• Motorcycle

Well this one brings very very bad memories… actually, I can actually feel those bad memories right now.

So, in India seems like pretty much everyone rides a motorcycle.

Sadly people are not careful and the government hasn’t step in in order to educate the population on how to behave on the roads.

Helmets are a rarity, hardly anyone uses them.¬†You often see 4 to 5 or even 6 people in the same scooter which is insane, including 1 or 2 children…. And being on the phone while you are riding a motorcycle seems completely normal as everyone does it‚Ķ its unbelievable and painful to watch.

Now, curious fact about me:

I love driving and seriously don’t mind to drive pretty much anything (as long as have 4 wheels) ‚Ķ give me a BMW Nazca M12 or an old farm tractor and I will drive it. Love getting behind the wheel.

However, for some unknown reason, I have never been into motorbikes (apart from that time when I was 14 and asked my parents if they would give me the Spice Girls scooter…. well they obviously said no and I was actually kinda relieved…)

Anyway, while in Goa, and with finally some free time to spare, I started making plans on what I wanted to do with my precious free time, and had a though, hummm what about learn how to ride a bike?? it’s the best way to travel and much cheaper than renting a car. Now I just needed a teacher I thought. Luckily a friend of mine, my ex tour leader, came to Goa and we spent some days together, and as he is a sort of a motobiker ¬†I was hoping he could teach me. Well, I wanted to star easy, like with a scooter or something, but he laugh at me and decide to get a proper bike, and insinuate I should learn the big deal straight away. Well, I wasn’t very convinced, but end up accepting as I could see some logic. After a 10min ride, which I was truly scared by the way, he was going wayyyyy to fast, and even tho I tried to trust him, I didn’t trust the rest of the crazy people on the road, or the animals. We stopped to put gas on it and I came out the wrong way touching my leg on the exhaust pipe. I felt a small pain, and though, damn, I just burned myself I guess.

That was exactly one week ago today.

I am now taking a lot of antibiotics, pain relief, and can hardly walk. Also can’t tan (need to be very careful to not to expose my leg to the sun), can’t go to the swimming pool and even my baths and showers I have to be careful so I don’t get the wound too wet. So yeah, motorbikes are now out of question. Small experience but had enough and I guess I will now have a “beautiful” scar to remind me of India ūüôā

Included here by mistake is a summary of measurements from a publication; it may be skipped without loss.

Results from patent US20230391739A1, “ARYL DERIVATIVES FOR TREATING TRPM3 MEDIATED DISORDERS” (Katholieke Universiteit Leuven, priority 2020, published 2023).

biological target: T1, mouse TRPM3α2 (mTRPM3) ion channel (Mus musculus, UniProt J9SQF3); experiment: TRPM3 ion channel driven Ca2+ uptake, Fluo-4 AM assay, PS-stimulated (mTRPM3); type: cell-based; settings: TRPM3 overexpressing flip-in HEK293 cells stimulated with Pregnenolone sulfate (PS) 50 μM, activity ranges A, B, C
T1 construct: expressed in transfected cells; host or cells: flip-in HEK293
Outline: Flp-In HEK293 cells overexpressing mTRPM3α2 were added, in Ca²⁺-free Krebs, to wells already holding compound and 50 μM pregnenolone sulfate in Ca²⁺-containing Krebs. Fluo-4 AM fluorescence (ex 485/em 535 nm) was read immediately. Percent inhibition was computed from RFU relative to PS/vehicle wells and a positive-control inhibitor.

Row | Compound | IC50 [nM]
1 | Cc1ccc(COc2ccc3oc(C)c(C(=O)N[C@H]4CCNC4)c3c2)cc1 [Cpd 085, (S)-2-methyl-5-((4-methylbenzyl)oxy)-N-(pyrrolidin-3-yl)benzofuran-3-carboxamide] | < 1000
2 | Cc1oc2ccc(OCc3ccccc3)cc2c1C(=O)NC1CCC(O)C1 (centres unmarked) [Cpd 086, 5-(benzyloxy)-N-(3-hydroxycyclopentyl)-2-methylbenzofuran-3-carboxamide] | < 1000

• Camels

Oh my dear camels. First time I proper ride a camel was in the Sahara desert in Morocco over 2 years ago. I was over 5h sat on the poor animal and as a gift got a horrible rash that I probably still have a scar. That same day I promise never to be on a camel again. Next year while in Egypt, I found myself on a camel again‚Ķ. this time was “just” for 3hours but was worse, as instead of the desert and sand he would go through massive rocks, so if I have fallen I would probably die. Promise was the last time for sure. That was last year. Well, here I am, telling you about my Camel experience in India, it happened just a few weeks ago in Rajasthan‚Ķ. ¬†I know I know…

Like a Queen ahahaha

Like a Queen ahahaha

Well I can say it was definitely safer than be on a car, a bus, a motorcycle‚Ķ or pretty anything. Plus, the ride was “only” 2.5h – we were going to sleep on the desert. My camel was ok, ¬†his name was Brad Pitt‚Ķ we also had Michael Jackson and a few more interesting celebrities. ¬†Brad liked to lead and we were usually in front of the caravan. Still got a rash and decided that on the way back – we had eventually to leave the desert the next morning, that I would walk instead. And so it was, me and my friend Jackie – which also got a massive rash, decided to walk. Of course it didn’t take us long until we get really behind – hermmm camels have really long legs and they walk quite fast. So Jonny Walker (real name) a very nice camel with a not so comfortable carriage attached to him, came to save us. AT first Jackie and I were not sure‚Ķ Didn’t seem fair that the poor thing had to carry both of us, but we were so behind that we end up jumping on the thing‚Ķ and well‚Ķ I can say it was a bumpy ride. But fun and “safer”. Oh and Jonny was faster than all the other camels and we arrived first ūüėÄ

 

Rail

  • Metro

O H   M Y   G O D.  Think of canned sardines. That was me and everyone else inside that crazy metro in Delhi.

Interesting facts tho: everyone has to be checked in order to get inside the train station. You know when you are at the airport and you have to pass through the security? and how serious the entire process is? Right‚Ķ is pretty much the same at the tube stations in India. CRAZY. Imagine Oxford Circus tube station in London or the Rockefeller Centre station in NY having to process to proper security checks in order to people to board on a tube‚Ķ! I know I know. Another interesting fact is that there’s different carriages for men and women‚Ķ. well, sadly I can understand why‚Ķ

 

  • Train

Right, this is definitely the best way to travel India. After 2 months in India and several several several train rides, including 7 overnight sleeps on a train, I feel like I have graduated on how to use the train in India. Or perhaps not.

Life on a train station and on a train

Life on a train station and on a train

So much can be said about the trains and the trips I have done‚Ķ but I don’t want to write for hours plus if I write too much you are not going to read so will write some highlights:

  • Life at the station is just THE experience. Your train will be late which is good so you can see hows things on an Indian train station. Best place to people watch really. However, you will feel like Lady Gaga with the meat dress as you will be the one stared at. Funny‚Ķ I know…
  • Oh and don’t be surprise if you see a cow on a station‚Ķ the first one I saw didn’t have a head‚Ķ true story‚Ķ. – check the picture.